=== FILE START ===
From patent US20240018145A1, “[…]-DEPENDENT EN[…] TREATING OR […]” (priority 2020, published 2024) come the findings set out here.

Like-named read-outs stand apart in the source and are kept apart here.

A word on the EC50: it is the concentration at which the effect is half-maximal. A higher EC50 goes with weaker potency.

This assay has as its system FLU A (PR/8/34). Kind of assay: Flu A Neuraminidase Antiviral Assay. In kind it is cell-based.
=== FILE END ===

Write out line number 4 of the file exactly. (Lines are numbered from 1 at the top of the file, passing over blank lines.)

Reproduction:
This assay has as its system FLU A (PR/8/34). Kind of assay: Flu A Neuraminidase Antiviral Assay. In kind it is cell-based.